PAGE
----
Continuing the discussion of race and music @markcmarino asks about the connection between programming, code, agency, interpretation, and music. What is the dialogue between music and code as expressive systems? Forking from the discussion in Week 1 on Westworld & Code, he offers the opening credits of Westworld featuring a proto-computer piano player and AI hosts struggling for self-determination. @ebuswell responded that “one thing we can say about the player piano: unlike musical scores, the player piano does not encode velocity/expression information. ... This has everything to do with ragtime's popularization; Scott Joplin swept across the USA right along with the player piano.” He connects the distinction between improvisation and composition to the separation of intellectual and manual labor - as a raced separation.
@jmjafrx offered Mendi Obadike’s ‘keeping up appearances’ hypertext project and its source code to consider ideas about fugitivity and marronage. The computational artifact offers a “simple way of critiquing code by using it to show what isn't normally seen, which in and of itself is also a critique of antiblackness (which renders racial violence invisible and white supremacy as the default).” @markcmarino points out the use of hex color codes to make words visible and invisible, which in itself reflects the loaded racial subtext of the work. He also points out the use of the white gloved hand as a cursor in Mac OS browsers to trace/reveal the words of the piece, and the suggestion that the white glove is used to conceal race. @jmjafrx connects the white gloved cursor to “labor covering hands that are meant to serve” and to computers and code to histories of labor, unseen and marginalized. @jmjafrx picks up on @markcmarino’s point that the source code of the work includes netstatbasic traffic tracking to surveil each visitor, which complicates a work that addresses race and the unseen, to the experience of surveillance by black people. Stat counters create a tension between surveillance and finding a way of being seen and belonging to the world.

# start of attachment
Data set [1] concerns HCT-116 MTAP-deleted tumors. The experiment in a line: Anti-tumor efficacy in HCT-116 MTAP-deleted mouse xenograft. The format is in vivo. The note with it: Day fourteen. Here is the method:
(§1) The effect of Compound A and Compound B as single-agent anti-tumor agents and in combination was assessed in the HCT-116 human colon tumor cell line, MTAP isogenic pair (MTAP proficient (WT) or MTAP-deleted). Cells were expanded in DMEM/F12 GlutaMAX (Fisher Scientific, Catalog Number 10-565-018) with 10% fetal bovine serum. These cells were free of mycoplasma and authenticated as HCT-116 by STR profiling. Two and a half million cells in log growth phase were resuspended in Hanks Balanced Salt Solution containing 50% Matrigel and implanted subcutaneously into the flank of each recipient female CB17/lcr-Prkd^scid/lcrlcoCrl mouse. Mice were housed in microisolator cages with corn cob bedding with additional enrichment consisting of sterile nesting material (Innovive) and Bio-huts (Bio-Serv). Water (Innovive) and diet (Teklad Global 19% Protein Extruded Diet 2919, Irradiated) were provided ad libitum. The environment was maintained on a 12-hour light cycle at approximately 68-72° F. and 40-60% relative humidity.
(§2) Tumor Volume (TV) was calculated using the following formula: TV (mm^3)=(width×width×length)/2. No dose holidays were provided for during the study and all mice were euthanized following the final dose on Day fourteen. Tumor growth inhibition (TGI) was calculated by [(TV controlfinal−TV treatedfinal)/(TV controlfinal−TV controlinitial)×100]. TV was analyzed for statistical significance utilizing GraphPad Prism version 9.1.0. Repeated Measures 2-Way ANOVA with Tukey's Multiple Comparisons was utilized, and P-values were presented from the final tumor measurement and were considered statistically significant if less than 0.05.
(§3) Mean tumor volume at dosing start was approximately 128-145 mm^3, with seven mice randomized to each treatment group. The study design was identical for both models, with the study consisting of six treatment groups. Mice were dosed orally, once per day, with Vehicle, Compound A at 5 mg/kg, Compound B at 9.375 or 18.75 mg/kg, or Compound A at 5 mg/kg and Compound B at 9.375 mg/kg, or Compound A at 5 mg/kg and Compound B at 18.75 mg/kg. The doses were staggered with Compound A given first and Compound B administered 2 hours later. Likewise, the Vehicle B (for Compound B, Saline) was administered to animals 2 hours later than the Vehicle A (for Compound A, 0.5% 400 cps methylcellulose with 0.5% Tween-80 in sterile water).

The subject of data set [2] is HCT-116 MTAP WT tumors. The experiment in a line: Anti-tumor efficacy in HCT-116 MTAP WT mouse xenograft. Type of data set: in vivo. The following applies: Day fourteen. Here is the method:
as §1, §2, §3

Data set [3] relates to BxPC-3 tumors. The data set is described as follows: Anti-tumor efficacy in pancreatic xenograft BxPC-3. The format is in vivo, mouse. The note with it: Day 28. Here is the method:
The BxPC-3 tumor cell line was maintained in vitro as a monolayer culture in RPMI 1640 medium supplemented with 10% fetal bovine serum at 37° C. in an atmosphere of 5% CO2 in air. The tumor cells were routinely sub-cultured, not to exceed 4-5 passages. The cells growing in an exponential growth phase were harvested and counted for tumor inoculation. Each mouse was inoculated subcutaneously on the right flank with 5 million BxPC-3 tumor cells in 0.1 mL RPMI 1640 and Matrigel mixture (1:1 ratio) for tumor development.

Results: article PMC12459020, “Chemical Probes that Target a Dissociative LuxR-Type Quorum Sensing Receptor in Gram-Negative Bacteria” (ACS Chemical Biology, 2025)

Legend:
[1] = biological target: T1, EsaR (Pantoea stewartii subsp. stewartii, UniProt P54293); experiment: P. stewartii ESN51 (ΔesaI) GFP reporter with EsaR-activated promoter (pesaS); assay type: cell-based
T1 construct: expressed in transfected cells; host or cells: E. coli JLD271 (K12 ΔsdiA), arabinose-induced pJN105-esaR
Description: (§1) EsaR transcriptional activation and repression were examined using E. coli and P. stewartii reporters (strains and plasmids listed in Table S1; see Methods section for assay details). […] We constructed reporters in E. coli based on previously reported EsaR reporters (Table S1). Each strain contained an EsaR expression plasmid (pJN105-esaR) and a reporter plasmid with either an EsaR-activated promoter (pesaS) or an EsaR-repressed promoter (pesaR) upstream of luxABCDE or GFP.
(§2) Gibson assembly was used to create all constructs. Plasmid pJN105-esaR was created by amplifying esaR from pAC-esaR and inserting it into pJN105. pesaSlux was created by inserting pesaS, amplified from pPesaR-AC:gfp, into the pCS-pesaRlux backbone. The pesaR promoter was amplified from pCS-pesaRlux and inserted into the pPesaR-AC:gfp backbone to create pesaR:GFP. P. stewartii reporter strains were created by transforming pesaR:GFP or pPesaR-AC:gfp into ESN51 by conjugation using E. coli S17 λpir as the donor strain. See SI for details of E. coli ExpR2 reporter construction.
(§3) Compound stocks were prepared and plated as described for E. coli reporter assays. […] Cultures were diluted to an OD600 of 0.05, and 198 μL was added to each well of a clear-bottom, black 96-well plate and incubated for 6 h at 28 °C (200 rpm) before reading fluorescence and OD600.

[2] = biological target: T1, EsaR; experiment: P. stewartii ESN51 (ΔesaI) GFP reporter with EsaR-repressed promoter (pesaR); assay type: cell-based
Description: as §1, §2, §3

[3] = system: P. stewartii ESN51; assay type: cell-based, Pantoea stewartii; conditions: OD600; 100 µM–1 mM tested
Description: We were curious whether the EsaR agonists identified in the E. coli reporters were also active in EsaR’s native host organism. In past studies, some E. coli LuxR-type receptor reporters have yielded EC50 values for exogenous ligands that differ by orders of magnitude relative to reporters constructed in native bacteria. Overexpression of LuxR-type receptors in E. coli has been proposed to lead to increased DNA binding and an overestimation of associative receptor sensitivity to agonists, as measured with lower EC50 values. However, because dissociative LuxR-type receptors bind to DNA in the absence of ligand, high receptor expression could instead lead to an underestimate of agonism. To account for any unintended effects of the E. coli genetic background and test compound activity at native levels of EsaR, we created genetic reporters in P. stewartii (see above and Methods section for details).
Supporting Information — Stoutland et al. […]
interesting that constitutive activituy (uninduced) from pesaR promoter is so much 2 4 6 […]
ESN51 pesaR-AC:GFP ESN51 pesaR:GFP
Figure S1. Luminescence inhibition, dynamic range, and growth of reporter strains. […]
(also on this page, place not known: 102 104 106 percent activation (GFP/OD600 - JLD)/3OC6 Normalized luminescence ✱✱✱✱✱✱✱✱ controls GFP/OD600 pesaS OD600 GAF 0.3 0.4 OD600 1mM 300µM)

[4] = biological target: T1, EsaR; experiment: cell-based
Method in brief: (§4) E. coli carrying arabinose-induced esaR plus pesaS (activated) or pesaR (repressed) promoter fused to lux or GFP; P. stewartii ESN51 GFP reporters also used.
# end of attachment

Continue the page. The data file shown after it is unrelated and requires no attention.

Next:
Forking from the Week 1 discussion on Gendering the Apollo 11 Onboard In-Flight Software , @JudyMalloy posted a photo of the Apollo 8 programming team, to identify the single black engineer from the MIT Instrumentation Lab. Whilst @markcmarino posted an excerpt from the source code to discuss the importance of the BURN_BABY_BURN--MASTER_IGNITION_ROUTINE name in the context of incendiary racial and socioeconomic tensions of the time. He asks whether a black code has been written into the code of this lunar exploration? “Lunar exploration, in one view, diverted resources from more terrestrial programs that could have improved the lived conditions of those who were uprising in Watts.”